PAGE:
Latest posts by Danny Peart (see all)
- Leeds Festival 2018 – Sunday – the victorious return of Panic! At The Disco – September 5, 2018
- Leeds Festival 2018 – Saturday – Fall Out Boy & Wolf Alice battle for the top spot – September 2, 2018
- Review: Leeds Festival – Friday – Kings Of Leon don’t waste a moment – September 2, 2018
Stereophonics – Leeds Arena – 10/03/18
When a rock band can ride through 25 years producing ten top quality albums worth of material, you know their live shows are going to be something special. Not only that, but there is always an element of surprise around the setlist in this scenario. Even a well thought out setlist packed with just short of 30 tracks will still have some absolute belters missing. As ever this is the case for Stereophonics, but whatever they play it’s always close to perfection. The Leeds Arena crowd are fully aware of what to expect from the Welsh rockers, and what they get is certainly not disappointing.
A Catwalk extends from the stage glowing with pink flashing poles like something from a sci-fi film. Out of the darkness strolls frontman Kelly Jones armed with his trademark Gibson SG, mutedly strumming through the intro to new track ‘Chances Are’ as it builds up to it’s massive chorus exploding out of the speakers. It’s a fantastic set opener, and a track that somehow sounds even better live than it does recorded on the brand new album ‘Scream Above The Sounds’. Sticking with the newer material, ‘Caught By The Wind’ uplifts us out of the tense rock intro and has Leeds Arena singing along in unison to the emotional chorus, before 2015’s punk inspired ‘C’est La Vie’ has us all bouncing around.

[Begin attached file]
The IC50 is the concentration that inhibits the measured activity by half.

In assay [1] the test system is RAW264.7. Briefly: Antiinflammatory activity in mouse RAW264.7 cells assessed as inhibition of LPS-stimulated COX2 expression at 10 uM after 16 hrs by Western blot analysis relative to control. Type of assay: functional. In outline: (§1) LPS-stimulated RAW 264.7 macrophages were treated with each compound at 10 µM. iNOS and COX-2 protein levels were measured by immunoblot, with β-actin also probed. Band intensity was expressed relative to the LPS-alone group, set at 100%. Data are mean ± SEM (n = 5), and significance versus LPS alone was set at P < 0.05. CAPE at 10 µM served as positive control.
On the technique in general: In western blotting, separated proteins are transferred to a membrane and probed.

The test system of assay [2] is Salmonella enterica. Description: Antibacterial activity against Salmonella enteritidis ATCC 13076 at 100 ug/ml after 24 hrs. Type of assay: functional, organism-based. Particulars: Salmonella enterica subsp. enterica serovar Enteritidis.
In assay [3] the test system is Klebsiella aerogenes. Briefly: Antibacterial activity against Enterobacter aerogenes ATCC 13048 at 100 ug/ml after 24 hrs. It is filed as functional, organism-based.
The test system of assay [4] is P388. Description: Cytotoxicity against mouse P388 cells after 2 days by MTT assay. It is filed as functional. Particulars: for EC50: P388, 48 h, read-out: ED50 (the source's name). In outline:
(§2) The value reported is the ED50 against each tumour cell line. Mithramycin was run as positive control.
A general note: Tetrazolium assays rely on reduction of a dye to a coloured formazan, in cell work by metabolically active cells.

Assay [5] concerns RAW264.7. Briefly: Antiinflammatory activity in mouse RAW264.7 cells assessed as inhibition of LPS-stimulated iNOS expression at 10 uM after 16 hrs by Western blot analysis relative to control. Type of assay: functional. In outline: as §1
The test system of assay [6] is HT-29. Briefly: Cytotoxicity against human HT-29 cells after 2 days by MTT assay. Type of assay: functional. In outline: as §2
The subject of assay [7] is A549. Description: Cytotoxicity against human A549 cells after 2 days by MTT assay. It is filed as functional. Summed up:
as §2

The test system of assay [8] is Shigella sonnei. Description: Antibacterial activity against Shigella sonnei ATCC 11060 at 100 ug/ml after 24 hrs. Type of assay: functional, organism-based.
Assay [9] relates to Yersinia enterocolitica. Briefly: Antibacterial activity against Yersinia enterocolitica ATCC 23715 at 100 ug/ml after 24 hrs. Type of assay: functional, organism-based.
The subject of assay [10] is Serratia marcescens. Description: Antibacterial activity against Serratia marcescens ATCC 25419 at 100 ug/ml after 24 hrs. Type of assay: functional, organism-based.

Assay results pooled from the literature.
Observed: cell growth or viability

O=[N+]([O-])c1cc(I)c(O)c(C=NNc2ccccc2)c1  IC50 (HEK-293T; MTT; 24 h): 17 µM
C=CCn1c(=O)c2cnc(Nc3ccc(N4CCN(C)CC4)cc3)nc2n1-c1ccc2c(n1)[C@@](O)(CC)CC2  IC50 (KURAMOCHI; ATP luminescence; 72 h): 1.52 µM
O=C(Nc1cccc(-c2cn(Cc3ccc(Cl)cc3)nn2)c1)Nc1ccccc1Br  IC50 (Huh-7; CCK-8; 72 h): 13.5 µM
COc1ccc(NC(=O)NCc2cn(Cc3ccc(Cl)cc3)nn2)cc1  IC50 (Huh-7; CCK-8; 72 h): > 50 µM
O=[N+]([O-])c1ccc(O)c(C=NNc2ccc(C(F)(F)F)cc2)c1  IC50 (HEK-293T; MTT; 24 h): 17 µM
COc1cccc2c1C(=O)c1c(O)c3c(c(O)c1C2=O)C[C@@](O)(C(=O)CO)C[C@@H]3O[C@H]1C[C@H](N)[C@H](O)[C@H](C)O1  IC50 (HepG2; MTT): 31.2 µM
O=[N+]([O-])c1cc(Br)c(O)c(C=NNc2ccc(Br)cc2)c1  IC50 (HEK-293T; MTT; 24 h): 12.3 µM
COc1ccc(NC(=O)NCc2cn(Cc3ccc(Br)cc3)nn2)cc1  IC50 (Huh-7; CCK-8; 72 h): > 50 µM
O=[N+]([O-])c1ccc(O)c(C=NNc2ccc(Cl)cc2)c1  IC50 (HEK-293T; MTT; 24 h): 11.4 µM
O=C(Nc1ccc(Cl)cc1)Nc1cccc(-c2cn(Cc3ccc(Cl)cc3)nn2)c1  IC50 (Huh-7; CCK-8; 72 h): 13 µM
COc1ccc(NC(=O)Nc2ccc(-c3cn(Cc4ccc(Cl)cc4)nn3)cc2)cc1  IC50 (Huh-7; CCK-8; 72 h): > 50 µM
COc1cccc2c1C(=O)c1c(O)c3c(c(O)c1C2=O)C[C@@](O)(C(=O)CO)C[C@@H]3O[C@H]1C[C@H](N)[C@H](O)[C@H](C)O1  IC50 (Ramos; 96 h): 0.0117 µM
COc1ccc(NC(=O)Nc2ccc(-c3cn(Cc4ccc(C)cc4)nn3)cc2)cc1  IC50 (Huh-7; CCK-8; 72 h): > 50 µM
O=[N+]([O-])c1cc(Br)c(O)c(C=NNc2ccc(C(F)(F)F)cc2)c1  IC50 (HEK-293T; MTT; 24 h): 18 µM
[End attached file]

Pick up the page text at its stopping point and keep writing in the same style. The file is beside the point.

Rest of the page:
The setlist contains a good selection of the new album ‘Scream Above The Sounds’ as expected, but those tracks that do feature prove its worth as one of Stereophonics classic albums which we can’t help but feel is taken for granted due to the high standards they set themselves with every new release. ‘Geronimo’, ‘Boy On A Bike’ and the openers all sounds fantastic, and it’s great to finally hear the new material live.
Stereophonics sound incredibly tight as a band and power through every note and squealing solo with ease making it look effortless. As ever, supersized arena hits are sprinkled throughout the evening such as ‘Have A Nice Day’, ‘Maybe Tomorrow’, ‘Mr Writer’ and ‘A Thousand Trees’ which all provide memorable moments from the show. Even the likes of ‘Superman’ returns to the setlist much to the delight of the fans.
A quick break mid set finds the catwalk decorated with a tatty rug and lampshades ready for a stripped back live lounge feel as they perform ‘I Wouldn’t Believe Your Radio’, ‘Been Caught Cheating’ and the incredible cover of Chris Farlowe’s ‘Handbags and Gladrags’ Stereophonics are known so well for.
As ever, ‘Bartender and the Thief’ sparks up chaos as the crowd mosh away for one of the liveliest moments of the night, and before we know it we’re amid the encore. ‘Mr and Mrs Smith’ has the privilege of kicking off the final part of the night with its infectious feel good chorus you can’t help but sing and clap along to, and a thunderous drum solo from Jamie Morrison.
It wouldn’t be quite right if Stereophonics didn’t end on the ultimate high, and with 2005’s ‘Dakota’ it’s seemingly impossible to close the show any better. It’s an all around solid performance from Stereophonics from start to finish, and there’s a real sense of personality to the show with the production to top it all off. A true timeless band that will live forever.
Photo Credit: © Danny Peart Photography 2017